authors:Iwona Chelminski, Diane Young, Mark Zimmerman
published in: 2006
summary: Specific diagnostic criteria for pathological gambling (PG) have been available for 25 years, since the publication of DSM-III. Little research has examined the psychometric performance of the diagnostic criteria. The goal of the present report from the Rhode Island Methods to Improve Diagnostic Assessment and Services (MIDAS) project was to examine the sensitivity, specificity and predictive values of the DSM-IV PG criteria for psychiatric outpatients who screened positive for a gambling problem. A total of 1709 psychiatric outpatients were evaluated with a semistructured diagnostic interview for PG. Of all patients 88 screened positive for PG, 40 of whom met DSM-IV diagnostic criteria for a lifetime history of PG. All ten DSM-IV criteria were significantly more frequent in the PG group. The sensitivity of the criteria ranged from 25.0% to 90.0% (mean = 67.8%), whereas specificity ranged from 62.5% to 100% (mean = 81.9%). Positive predictive values ranged from 64.1% to 100% (mean = 78.9%), and negative predictive values ranged from 61.5% to 90.7% (mean = 77.1%). Guidelines are recommended for determining whether a diagnostic criterion should be retained as part of the set of diagnostic criteria, and our results suggested that two of the DSM-IV PG criteria are candidates for elimination (criterion 8—commitment of illegal acts; criterion 10—reliance on others for financial assistance to relieve a desperate financial problem).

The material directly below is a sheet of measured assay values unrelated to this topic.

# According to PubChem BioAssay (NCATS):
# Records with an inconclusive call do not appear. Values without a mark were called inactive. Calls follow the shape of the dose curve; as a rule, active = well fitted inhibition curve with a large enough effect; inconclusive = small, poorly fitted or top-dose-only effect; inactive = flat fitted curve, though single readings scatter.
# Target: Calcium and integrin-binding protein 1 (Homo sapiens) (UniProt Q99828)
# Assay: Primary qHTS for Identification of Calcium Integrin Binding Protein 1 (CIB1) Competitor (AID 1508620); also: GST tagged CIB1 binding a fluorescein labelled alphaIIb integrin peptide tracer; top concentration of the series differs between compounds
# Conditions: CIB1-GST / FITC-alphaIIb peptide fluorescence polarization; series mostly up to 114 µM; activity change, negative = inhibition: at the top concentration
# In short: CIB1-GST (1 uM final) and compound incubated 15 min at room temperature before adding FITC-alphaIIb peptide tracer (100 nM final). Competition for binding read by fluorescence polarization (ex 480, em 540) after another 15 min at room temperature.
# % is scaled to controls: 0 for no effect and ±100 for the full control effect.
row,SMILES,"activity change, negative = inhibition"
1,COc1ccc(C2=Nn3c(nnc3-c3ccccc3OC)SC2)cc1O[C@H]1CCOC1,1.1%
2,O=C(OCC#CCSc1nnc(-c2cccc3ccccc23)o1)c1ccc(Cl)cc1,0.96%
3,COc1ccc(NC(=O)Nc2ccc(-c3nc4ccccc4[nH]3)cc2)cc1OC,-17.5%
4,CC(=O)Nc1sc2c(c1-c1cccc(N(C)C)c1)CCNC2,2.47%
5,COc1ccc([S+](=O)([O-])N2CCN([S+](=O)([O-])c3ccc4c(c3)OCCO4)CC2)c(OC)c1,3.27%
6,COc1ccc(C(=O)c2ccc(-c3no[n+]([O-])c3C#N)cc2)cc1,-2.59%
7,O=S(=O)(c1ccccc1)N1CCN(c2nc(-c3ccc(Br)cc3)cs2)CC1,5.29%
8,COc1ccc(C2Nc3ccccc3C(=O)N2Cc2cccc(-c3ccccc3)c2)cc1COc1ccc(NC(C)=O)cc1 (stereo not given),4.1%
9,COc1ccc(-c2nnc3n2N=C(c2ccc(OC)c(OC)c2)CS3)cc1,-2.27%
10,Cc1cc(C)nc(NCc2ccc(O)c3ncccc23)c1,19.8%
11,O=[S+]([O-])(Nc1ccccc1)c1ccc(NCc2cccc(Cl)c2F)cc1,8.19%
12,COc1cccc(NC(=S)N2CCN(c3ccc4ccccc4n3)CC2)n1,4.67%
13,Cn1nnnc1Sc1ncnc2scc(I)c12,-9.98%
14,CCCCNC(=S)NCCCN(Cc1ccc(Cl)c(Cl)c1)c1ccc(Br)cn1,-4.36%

related url: http://www.springerlink.com/content/5675172m38624v32/?p=e...
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type: article in journal
publisher: Springer Netherlands
is part of a publication: Journal of Gambling Studies
original language: English
article pagination: start page: 329 - end page: 337
keywords: diagnostic criteria , pathological gambling , sensitivity , specificity
- Article entered in GambLIB database on dec. 5. 2008, 08:12
- Item added by staff